With Tomra’s near-infrared (NIR) sensor technology, post-consumer plastic waste was sorted in a multi-step process including initial sorting from post consumer waste, grinding into smaller flakes, washing, drying and flake sorting. The resulting purity of polystyrene turned out to be higher than 99.9%.
Jürgen Priesters, SVP, Circular Economy at Tomra, sees one reason for the good results is certain properties of the material: “Styrenic compounds have a unique signal that enable easy and very precise sorting, an advantage which some of the other polymers do not have.”
Tomra’s findings prove that today’s sorting technologies achieve a purity level beyond what is required to successfully recycle polystyrene through both mechanical as well as advanced recycling processes. Along with INEOS Styrolution’s investments in multiple recycling projects, this takes the company another step closer to developing closed-loop solutions for styrenics.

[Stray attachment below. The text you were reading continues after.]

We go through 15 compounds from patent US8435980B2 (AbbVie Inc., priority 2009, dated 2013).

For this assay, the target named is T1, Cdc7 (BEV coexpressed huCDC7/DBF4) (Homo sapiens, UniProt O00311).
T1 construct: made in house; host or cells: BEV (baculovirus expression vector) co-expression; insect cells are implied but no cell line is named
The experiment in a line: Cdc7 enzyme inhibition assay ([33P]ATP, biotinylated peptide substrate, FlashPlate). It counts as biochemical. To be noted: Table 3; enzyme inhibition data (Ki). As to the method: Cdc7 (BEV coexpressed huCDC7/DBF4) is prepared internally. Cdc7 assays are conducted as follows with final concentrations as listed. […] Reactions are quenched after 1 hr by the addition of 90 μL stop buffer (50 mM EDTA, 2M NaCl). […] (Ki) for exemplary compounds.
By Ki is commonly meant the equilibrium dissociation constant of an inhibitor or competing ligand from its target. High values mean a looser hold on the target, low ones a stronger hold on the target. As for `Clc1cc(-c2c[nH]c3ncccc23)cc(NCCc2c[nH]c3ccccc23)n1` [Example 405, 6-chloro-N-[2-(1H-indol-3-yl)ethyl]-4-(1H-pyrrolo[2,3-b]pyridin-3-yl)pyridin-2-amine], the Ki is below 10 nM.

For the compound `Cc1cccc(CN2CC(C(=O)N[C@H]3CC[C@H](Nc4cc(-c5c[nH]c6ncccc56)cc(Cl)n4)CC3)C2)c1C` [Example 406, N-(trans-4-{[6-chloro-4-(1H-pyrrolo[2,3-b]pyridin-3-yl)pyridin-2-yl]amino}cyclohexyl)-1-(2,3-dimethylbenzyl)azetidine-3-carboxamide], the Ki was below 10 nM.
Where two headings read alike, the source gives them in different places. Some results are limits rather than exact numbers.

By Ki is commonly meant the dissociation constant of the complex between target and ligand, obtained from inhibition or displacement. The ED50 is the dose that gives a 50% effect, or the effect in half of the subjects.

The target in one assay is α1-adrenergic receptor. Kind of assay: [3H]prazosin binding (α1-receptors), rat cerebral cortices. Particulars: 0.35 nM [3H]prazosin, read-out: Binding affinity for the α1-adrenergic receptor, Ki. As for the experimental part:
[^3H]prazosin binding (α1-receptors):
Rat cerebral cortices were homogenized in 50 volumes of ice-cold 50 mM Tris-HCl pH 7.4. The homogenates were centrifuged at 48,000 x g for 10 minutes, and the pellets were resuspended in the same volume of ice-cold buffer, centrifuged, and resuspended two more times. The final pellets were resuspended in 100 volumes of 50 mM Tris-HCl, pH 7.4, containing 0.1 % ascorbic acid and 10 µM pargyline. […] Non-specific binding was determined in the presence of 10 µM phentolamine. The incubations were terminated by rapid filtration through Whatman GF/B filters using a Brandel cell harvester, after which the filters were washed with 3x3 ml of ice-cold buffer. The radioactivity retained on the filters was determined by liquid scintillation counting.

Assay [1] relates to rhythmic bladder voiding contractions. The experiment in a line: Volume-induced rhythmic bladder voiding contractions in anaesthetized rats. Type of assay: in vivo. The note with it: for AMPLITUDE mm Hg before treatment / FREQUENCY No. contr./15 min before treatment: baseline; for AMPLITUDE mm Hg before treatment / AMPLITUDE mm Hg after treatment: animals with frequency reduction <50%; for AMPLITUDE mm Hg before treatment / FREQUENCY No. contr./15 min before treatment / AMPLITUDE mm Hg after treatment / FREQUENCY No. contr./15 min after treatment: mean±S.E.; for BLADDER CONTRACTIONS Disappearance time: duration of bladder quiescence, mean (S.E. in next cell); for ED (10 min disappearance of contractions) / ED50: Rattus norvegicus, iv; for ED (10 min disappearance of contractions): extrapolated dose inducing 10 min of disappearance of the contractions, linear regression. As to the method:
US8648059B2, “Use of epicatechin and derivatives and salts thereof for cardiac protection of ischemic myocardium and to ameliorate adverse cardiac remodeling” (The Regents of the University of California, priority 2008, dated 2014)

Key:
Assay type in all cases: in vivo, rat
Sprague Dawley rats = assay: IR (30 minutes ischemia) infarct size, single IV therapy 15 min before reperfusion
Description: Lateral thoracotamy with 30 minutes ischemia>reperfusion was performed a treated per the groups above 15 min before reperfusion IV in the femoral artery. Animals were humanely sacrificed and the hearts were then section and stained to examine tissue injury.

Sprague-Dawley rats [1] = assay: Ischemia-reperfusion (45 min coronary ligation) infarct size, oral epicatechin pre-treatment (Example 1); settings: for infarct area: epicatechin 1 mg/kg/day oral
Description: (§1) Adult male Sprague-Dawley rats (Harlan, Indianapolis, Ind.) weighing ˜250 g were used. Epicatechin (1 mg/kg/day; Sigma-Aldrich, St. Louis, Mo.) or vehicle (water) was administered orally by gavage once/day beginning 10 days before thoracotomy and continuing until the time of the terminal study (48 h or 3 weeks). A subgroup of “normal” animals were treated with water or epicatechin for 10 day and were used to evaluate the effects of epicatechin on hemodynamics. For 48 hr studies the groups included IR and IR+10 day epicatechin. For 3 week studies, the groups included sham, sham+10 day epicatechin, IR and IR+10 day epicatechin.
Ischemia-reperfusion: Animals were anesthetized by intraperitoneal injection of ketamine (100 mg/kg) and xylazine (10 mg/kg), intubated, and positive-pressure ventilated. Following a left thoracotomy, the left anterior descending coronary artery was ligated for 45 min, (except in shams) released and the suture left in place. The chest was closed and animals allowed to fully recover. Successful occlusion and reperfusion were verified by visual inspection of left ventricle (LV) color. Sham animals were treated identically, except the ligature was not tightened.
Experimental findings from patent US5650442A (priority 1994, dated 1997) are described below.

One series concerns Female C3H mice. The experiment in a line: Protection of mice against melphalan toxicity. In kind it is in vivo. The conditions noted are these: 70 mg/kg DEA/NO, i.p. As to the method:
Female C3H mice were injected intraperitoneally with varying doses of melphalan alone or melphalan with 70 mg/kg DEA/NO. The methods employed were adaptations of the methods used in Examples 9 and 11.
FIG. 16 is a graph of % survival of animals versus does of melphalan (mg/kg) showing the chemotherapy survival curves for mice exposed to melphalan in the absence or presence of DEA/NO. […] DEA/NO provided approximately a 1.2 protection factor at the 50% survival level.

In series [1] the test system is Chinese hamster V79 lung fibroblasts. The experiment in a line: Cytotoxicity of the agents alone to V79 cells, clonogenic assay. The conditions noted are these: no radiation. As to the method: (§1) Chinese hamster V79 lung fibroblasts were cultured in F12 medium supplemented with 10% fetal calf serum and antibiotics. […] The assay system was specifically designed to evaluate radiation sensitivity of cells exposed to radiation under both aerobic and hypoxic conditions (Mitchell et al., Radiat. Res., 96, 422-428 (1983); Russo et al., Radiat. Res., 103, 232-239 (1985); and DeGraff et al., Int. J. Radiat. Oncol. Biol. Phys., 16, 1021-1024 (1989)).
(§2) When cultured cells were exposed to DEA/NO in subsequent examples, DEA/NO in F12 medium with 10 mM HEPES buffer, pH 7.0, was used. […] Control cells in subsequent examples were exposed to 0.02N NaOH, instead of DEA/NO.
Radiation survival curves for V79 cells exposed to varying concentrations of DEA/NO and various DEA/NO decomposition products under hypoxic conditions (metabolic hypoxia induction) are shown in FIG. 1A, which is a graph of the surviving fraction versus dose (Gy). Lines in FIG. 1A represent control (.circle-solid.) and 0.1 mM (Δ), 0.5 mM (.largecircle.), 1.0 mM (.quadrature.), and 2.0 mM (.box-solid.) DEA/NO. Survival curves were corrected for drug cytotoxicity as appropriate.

“These findings on polystyrene sorting makes styrenics a material of choice for a circular economy and confirms our statement that styrenics are made for recycling like no other,” comments Sven Riechers, Vice President, Business Management, Standard Products EMEA at Ineos Styrolution.